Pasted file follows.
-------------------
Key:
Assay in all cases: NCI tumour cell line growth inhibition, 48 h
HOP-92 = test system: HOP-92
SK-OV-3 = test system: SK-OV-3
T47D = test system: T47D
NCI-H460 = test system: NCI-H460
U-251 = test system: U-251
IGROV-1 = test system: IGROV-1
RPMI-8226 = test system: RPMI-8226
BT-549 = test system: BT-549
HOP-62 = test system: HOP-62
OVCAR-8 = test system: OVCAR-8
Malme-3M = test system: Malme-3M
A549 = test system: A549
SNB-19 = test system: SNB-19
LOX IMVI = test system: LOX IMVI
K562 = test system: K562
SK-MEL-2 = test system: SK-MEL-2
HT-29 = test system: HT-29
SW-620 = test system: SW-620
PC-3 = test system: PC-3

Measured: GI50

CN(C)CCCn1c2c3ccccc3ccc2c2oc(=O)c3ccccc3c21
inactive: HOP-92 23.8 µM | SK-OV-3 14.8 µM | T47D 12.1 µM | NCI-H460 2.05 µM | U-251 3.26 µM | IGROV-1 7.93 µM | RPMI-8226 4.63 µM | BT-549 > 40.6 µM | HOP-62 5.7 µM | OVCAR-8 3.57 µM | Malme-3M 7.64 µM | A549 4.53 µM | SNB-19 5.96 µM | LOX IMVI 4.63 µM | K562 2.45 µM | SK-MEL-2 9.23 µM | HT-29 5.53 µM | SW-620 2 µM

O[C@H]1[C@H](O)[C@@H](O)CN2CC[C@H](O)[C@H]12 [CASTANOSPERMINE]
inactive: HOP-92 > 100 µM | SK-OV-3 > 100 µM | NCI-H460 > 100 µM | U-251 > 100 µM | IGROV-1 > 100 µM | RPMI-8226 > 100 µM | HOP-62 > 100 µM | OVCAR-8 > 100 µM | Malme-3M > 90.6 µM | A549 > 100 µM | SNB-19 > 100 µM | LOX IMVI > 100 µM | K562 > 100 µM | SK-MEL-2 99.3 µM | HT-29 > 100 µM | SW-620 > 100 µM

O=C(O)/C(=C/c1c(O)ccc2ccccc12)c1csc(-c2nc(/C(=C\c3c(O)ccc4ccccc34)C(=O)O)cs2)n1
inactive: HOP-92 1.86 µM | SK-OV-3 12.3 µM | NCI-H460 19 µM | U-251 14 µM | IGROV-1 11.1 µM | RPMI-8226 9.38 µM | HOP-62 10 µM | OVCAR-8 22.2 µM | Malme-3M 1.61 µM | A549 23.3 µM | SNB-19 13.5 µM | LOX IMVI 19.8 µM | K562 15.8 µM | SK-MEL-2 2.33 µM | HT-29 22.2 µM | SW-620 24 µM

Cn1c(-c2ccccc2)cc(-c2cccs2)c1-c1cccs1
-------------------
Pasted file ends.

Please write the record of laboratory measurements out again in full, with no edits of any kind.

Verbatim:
Key:
Assay in all cases: NCI tumour cell line growth inhibition, 48 h
HOP-92 = test system: HOP-92
SK-OV-3 = test system: SK-OV-3
T47D = test system: T47D
NCI-H460 = test system: NCI-H460
U-251 = test system: U-251
IGROV-1 = test system: IGROV-1
RPMI-8226 = test system: RPMI-8226
BT-549 = test system: BT-549
HOP-62 = test system: HOP-62
OVCAR-8 = test system: OVCAR-8
Malme-3M = test system: Malme-3M
A549 = test system: A549
SNB-19 = test system: SNB-19
LOX IMVI = test system: LOX IMVI
K562 = test system: K562
SK-MEL-2 = test system: SK-MEL-2
HT-29 = test system: HT-29
SW-620 = test system: SW-620
PC-3 = test system: PC-3

Measured: GI50

CN(C)CCCn1c2c3ccccc3ccc2c2oc(=O)c3ccccc3c21
inactive: HOP-92 23.8 µM | SK-OV-3 14.8 µM | T47D 12.1 µM | NCI-H460 2.05 µM | U-251 3.26 µM | IGROV-1 7.93 µM | RPMI-8226 4.63 µM | BT-549 > 40.6 µM | HOP-62 5.7 µM | OVCAR-8 3.57 µM | Malme-3M 7.64 µM | A549 4.53 µM | SNB-19 5.96 µM | LOX IMVI 4.63 µM | K562 2.45 µM | SK-MEL-2 9.23 µM | HT-29 5.53 µM | SW-620 2 µM

O[C@H]1[C@H](O)[C@@H](O)CN2CC[C@H](O)[C@H]12 [CASTANOSPERMINE]
inactive: HOP-92 > 100 µM | SK-OV-3 > 100 µM | NCI-H460 > 100 µM | U-251 > 100 µM | IGROV-1 > 100 µM | RPMI-8226 > 100 µM | HOP-62 > 100 µM | OVCAR-8 > 100 µM | Malme-3M > 90.6 µM | A549 > 100 µM | SNB-19 > 100 µM | LOX IMVI > 100 µM | K562 > 100 µM | SK-MEL-2 99.3 µM | HT-29 > 100 µM | SW-620 > 100 µM

O=C(O)/C(=C/c1c(O)ccc2ccccc12)c1csc(-c2nc(/C(=C\c3c(O)ccc4ccccc34)C(=O)O)cs2)n1
inactive: HOP-92 1.86 µM | SK-OV-3 12.3 µM | NCI-H460 19 µM | U-251 14 µM | IGROV-1 11.1 µM | RPMI-8226 9.38 µM | HOP-62 10 µM | OVCAR-8 22.2 µM | Malme-3M 1.61 µM | A549 23.3 µM | SNB-19 13.5 µM | LOX IMVI 19.8 µM | K562 15.8 µM | SK-MEL-2 2.33 µM | HT-29 22.2 µM | SW-620 24 µM

Cn1c(-c2ccccc2)cc(-c2cccs2)c1-c1cccs1